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The Financial Express

US steps up coronavirus therapy development

Published: March 30, 2020 15:55:55 | Updated: April 16, 2020 19:16:48


US steps up coronavirus therapy development

US President Donald Trump has said that the country is stepping up the development of treatments for COVID-19 (COVID-19 patients), including experimenting with the antimalarial drug hydroxychloroquine and blood-related therapies.

Addressing a White House briefing on Sunday, Trump said that hydroxychloroquine is being administered to 1,100 patients in New York along with Z-Pak, or azithromycin.

He said, "It's very early yet. It only started two days ago. But we will see what happens," reports Xinhua.

The US Food and Drug Administration (FDA) is also allowing the emergency use of a blood-related therapy called convalescent plasma as an experimental treatment for seriously ill patients, Trump said.

The therapy involves taking blood plasma from people who have recovered from COVID-19. New sick patients will be transfused with the blood to boost their immune systems, Trump said, adding that early results are promising.

Convalescent plasma that contains antibodies to the novel coronavirus is possibly effective against the infection, the FDA said in a news release.

Though the administration expressed optimism for these therapies, medicine and immunology experts remain skeptical for the results and safety of the treatments.

Robert Schooley, professor of medicine at the Division of Infectious Diseases and Global Public Health at the University of California, San Diego, told Xinhua the evidence that hydroxychloroquine benefits patients is still not very solid.

"There are risks from these medications, especially in the case of chloroquine, and they should not be taken except under close medical supervision," Schooley said.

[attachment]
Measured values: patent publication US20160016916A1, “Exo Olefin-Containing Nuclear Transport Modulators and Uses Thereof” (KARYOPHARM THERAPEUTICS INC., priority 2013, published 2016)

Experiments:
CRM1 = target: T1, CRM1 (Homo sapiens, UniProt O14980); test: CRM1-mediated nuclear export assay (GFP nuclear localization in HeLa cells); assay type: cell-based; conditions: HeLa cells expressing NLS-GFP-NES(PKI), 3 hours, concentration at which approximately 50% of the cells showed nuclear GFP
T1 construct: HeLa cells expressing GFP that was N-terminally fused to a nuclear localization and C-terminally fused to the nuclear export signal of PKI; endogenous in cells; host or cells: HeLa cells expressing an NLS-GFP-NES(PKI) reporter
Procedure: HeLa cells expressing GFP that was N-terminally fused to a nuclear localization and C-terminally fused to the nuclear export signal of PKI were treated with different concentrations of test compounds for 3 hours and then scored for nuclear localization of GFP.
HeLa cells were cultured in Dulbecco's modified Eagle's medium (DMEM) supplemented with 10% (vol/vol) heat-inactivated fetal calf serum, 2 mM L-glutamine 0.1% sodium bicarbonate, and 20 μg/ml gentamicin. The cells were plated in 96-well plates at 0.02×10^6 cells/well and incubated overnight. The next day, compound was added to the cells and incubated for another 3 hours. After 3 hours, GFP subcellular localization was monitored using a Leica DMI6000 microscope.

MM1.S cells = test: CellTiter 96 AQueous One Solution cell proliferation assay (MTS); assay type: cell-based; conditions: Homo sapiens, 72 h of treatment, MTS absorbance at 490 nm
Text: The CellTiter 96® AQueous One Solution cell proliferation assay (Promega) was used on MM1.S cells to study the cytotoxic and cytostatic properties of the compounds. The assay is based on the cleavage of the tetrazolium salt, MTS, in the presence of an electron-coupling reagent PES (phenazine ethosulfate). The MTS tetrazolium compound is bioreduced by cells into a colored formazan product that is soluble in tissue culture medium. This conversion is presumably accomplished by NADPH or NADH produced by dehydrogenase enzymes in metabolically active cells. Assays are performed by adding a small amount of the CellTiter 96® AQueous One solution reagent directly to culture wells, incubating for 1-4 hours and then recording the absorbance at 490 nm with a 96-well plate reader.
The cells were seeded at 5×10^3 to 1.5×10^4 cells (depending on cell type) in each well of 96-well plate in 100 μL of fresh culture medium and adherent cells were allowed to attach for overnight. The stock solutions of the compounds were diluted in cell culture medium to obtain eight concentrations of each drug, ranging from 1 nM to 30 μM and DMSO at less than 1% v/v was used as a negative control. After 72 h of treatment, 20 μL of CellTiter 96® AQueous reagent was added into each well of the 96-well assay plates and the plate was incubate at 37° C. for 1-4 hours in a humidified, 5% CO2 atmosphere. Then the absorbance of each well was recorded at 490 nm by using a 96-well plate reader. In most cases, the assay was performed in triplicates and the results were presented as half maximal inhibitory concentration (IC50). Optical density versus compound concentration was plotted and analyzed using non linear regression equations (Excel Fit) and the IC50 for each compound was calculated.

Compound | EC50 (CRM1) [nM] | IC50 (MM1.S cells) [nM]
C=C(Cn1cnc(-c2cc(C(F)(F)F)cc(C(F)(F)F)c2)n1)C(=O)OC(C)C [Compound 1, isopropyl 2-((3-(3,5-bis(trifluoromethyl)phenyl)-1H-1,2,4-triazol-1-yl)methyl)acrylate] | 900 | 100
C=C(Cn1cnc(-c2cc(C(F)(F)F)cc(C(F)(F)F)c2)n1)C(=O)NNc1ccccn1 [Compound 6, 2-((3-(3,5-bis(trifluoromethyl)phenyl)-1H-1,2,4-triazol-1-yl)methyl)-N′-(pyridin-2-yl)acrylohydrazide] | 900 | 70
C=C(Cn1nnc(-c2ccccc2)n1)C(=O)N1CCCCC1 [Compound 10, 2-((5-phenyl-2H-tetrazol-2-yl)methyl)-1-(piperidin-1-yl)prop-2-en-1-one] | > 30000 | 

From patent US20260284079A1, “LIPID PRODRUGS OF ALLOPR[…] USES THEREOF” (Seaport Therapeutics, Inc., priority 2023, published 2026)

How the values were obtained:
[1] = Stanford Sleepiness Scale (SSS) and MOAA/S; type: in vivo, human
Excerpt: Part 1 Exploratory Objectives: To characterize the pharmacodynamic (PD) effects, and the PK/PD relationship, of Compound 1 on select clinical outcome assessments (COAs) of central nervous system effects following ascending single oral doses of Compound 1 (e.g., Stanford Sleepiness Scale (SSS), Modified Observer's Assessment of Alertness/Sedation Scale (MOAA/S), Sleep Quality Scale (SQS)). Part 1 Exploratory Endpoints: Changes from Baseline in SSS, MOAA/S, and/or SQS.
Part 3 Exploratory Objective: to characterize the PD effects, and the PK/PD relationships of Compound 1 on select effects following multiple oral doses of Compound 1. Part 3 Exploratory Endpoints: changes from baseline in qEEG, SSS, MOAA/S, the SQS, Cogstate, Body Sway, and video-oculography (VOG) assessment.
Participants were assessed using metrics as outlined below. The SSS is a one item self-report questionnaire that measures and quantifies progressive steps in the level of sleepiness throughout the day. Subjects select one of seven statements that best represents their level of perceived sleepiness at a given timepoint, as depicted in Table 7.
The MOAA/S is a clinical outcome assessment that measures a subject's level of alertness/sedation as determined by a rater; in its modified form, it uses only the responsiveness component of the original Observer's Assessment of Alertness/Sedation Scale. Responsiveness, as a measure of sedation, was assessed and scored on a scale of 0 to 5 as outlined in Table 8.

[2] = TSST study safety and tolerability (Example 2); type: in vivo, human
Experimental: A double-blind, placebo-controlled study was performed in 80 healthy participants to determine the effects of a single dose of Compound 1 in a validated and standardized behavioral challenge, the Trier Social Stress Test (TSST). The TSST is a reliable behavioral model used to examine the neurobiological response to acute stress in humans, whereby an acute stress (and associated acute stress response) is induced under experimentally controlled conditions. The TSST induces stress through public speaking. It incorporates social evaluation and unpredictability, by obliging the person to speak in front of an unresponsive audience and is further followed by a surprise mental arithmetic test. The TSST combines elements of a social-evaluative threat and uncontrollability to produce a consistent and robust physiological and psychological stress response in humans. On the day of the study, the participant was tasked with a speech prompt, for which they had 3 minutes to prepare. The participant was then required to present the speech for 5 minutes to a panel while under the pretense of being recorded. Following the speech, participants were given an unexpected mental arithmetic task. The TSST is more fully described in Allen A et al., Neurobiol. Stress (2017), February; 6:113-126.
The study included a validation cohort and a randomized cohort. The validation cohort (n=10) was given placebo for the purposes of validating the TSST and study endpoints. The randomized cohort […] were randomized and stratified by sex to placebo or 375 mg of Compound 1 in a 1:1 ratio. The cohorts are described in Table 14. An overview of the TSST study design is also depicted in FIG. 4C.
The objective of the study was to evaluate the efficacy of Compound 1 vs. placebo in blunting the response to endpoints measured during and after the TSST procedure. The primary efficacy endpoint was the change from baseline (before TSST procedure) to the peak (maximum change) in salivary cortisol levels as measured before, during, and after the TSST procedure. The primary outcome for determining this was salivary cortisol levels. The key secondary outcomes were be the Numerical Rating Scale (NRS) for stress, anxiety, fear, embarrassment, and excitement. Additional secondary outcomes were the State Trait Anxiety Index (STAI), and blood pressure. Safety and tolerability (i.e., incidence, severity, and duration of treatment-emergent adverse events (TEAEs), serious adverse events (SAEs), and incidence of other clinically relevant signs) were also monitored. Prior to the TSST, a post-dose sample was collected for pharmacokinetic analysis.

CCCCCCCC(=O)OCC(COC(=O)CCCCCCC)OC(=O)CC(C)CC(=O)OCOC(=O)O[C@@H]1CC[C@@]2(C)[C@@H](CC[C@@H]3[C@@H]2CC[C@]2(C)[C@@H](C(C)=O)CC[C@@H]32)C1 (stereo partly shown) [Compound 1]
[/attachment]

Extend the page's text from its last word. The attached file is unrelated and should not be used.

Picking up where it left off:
Chloroquine can cause sudden death by causing abnormalities in cardiac rhythm, and this risk is potentially increased by the simultaneous use of azithromycin, he warned.

Stanley Perlman, professor of microbiology and immunology at the University of Iowa, told Xinhua there is no data supporting the use of these drugs, unless they have some sort of anti-inflammatory effects.

He said the blood-related therapy may work if delivered in the early stages of the disease before people become sick, though finding enough convalescent plasma may be an issue.

To push more testing, the FDA authorized on Friday a new test developed by US medical devices company Abbott Laboratories.

The test could deliver positive results in just five minutes and negative results in 13 minutes, with 50,000 such tests expected to be conducted per day from next week, according to the company.

Vaccine development is moving along very rapidly, said Trump, adding the United States is quickly unleashing every tool possible to vanquish the virus.

"While developing vaccines, we need to use epidemiological interventions such as the ones used in China, and recently in the United States, and drugs as they come along to seek to reduce the morbidity and mortality caused by this virus as much as possible," Schooley said.

Trump announced that federal social distancing guidelines would be extended to April 30.

Anthony Fauci, director of the National Institute of Allergy and Infectious Diseases, said the mitigation efforts are taking effect and the extension of the social distancing guidelines is a "wise and prudent decision."

Deborah Birx, response coordinator of the White House COVID-19 task force, said social distancing efforts could save hundreds of thousands of American lives.

Trump said the death rate in the country is likely to peak in two weeks, and he hopes the country will be on its way to recovery by June 1.

The number of COVID-19 cases in the United States has topped 143,025 as of Sunday night, with 2,506 deaths, according to the Center for Systems Science and Engineering at Johns Hopkins University.

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